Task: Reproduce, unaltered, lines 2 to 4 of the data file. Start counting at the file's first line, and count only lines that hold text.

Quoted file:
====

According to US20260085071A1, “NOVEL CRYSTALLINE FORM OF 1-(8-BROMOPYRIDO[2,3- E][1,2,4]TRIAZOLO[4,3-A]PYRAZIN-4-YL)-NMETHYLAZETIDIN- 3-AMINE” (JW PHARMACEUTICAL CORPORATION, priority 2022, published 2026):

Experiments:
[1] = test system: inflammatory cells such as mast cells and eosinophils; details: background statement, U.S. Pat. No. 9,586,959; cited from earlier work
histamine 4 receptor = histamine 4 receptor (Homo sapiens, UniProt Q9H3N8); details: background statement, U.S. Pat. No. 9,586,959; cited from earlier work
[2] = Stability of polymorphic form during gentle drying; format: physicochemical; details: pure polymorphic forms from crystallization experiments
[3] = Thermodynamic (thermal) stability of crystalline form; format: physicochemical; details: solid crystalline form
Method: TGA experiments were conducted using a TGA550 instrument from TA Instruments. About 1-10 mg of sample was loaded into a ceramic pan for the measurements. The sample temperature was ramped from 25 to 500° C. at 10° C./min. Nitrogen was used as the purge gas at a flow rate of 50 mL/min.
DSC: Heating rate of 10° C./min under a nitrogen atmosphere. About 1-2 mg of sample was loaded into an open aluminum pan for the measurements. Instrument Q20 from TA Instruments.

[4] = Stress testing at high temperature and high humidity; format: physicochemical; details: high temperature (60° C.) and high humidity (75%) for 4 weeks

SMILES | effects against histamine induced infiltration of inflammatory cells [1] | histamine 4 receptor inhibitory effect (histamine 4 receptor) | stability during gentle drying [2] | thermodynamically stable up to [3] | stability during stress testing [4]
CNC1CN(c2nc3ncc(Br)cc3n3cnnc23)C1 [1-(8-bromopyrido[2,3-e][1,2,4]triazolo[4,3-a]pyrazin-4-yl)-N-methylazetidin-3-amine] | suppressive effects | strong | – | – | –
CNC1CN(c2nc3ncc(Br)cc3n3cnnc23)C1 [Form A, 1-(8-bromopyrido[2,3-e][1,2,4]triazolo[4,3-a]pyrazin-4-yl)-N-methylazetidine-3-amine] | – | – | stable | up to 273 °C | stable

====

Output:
Experiments:
[1] = test system: inflammatory cells such as mast cells and eosinophils; details: background statement, U.S. Pat. No. 9,586,959; cited from earlier work
histamine 4 receptor = histamine 4 receptor (Homo sapiens, UniProt Q9H3N8); details: background statement, U.S. Pat. No. 9,586,959; cited from earlier work